Henry Ford Academy Student Designs His Future
Since he was a young boy, Devon Yancy has loved to spend time with paper, pencils, and his imagination. Growing up on the east side of Detroit, he attended an elementary school that focused on math and science, but when he and his mom visited the Henry Ford Academy: School for Creative Studies (HFA), he felt like he had discovered a new world.
“I’d never been to a school like that before,” says Yancy. “We saw the art and design programs, and I knew attending HFA would be a chance to do what I love.”
At a time when other public schools are cutting their art programs, Henry Ford uses art as the core of its curriculum. The charter school was started in 2009 through a partnership between Detroit’s College for Creative Studies (CCS), one of the nation’s top designs schools, and the Henry Ford Learning Institute, a nonprofit organization founded by Ford Motor Company.
Serving 900 students in grades six through 12, HFA is located in the A. Arthur Taubman Center for Design Education. This building is also home to the Detroit Creative Corridor Center (CCS), a business incubator for creative enterprises, and Shinola, a national brand dedicated to producing American-made products.
Entering Henry Ford Academy as a high school freshman, Devon says he loved his classes, but he stumbled during his sophomore year after his parents separated.
“I felt lost for a while,” he recalls. “My grades started to drop and my priorities changed. I was real concerned about my mom. I didn’t tell anyone what I was feeling.”
But teachers and administrators noticed. “They talked to me about the importance of hard work and what you can accomplish,” he says. “I began to indulge myself in afterschool activities. I started to see my potential.”
During his senior year, Devon applied for the prestigious Gates Millennium Scholars Program, funded by the Bill & Melinda Gates Foundation to develop future leaders by removing barriers to education for high-performing, low-income students. Out of more than 50,000 applicants, Devon was chosen to be a recipient of a full scholarship to the college of his choice.
He didn’t go far. Devon choose to remain in the building and attend CCS. He is currently a freshman studying product design.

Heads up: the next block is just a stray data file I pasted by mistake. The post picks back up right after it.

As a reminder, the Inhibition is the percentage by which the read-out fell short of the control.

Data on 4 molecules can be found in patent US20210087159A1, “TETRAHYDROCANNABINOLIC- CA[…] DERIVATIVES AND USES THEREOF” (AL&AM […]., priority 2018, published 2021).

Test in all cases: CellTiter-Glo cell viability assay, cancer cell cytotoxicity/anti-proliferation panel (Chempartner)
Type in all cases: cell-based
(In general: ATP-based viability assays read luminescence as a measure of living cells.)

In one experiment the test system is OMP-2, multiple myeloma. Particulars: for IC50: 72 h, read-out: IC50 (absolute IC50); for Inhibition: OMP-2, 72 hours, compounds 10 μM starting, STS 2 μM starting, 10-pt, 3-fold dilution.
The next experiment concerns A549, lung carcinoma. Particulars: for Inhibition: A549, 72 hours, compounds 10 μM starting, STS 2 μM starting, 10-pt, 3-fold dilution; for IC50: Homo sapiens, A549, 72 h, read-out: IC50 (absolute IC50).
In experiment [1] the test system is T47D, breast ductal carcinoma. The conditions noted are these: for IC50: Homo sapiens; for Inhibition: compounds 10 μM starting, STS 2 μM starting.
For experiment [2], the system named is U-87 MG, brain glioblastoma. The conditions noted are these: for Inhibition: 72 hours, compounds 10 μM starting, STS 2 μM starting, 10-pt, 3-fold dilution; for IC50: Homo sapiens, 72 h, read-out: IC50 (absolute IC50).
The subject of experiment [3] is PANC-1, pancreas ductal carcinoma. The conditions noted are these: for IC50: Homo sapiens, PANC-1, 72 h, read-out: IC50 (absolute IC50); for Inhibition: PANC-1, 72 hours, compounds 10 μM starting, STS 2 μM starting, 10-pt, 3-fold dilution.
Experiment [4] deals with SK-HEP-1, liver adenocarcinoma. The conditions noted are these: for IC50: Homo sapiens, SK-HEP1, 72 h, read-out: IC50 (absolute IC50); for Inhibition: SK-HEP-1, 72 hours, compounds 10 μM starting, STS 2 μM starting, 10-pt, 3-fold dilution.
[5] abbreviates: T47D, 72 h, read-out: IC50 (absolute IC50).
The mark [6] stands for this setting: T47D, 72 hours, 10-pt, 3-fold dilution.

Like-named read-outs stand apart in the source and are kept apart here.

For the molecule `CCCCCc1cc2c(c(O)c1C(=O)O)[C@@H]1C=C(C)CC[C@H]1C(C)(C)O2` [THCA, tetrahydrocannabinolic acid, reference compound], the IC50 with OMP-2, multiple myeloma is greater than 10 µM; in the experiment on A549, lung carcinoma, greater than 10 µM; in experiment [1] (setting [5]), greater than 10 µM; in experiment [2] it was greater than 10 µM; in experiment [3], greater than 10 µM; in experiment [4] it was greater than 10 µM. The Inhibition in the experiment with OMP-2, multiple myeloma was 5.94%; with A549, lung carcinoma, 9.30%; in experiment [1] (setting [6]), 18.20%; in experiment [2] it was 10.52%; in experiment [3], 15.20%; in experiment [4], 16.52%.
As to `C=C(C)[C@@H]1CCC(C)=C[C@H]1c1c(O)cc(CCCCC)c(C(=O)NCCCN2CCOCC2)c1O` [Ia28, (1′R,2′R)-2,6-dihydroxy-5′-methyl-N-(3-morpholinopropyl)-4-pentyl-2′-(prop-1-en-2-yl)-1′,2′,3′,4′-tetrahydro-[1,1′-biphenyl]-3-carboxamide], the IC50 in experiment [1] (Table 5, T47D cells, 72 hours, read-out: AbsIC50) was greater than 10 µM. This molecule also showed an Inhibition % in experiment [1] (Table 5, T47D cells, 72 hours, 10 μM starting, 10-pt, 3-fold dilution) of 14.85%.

Curtis Lewis, Ph.D., principal of HFA, says students like Devon are able to expand their opportunities because of the school’s unique approach.
“Music, art, and design help students to engage in creative critical thinking,” says Lewis. “It affects them not only in artistic ways, but in ways that enhance their learning in core subjects—language arts, math, science, and social studies classes. When you give kids an opportunity to be creative, you educate the whole child. You get the entire brain working. Students who aren’t given opportunity to express themselves creatively lose out.”
The national graduation rate is 75 percent, compared with the general Detroit rate of 62 percent, according to Education Week. At Henry Ford Academy, the graduation rate for the Class of 2014 was 95 percent, with 64 percent going on to postsecondary education, and students offered more than $2.4 million in scholarships.
Because of its inclusive structure, HFA provides students—98 percent of whom are African American—with an opportunity many might not have been able to afford: a majority live in the area surrounding the school where more than a third of residents live below the poverty line and 82 percent of students quality for free or reduced-price lunches.
“As a mission-driven lender, our goal is to finance projects that drive social impact in underserved communities by increasing access to a high-quality education and other important services,” said Terry Simonette, president and CEO of Capital Impact Partners. “To see how the Henry Ford Academy has helped students like Devon thrive is truly inspiring.”
The historic A. Alfred Taubman Center for Design Education—formerly known as the Argonaut Building—had sat vacant for a decade until Capital Impact Partners provided the financing critical to bringing it back to life as an important contributor to the vitality of the neighborhood.
Because of its unique location, HFA students are able to acquire hands-on experience through projects done in cooperation with CCS as well as with some of the businesses located in the building, including Shinola. Four times a year, students engage in design challenges that tackle real life problems, and each spring, students participate in a regional exhibition, putting their work on display for the public.
“We make sure our students are prepared for both college and work,” says Lewis. “Their maturity level is remarkable. Here, they hone an ability to articulate and express themselves.”
Young adults like Devon are proof: “If I hadn’t gone to Henry Ford Academy, I wouldn’t be at CCS—I probably would be working at a grocery store or Kmart right now,” he says.
All pictures © 2015 Capital Impact Partners / Peter Baker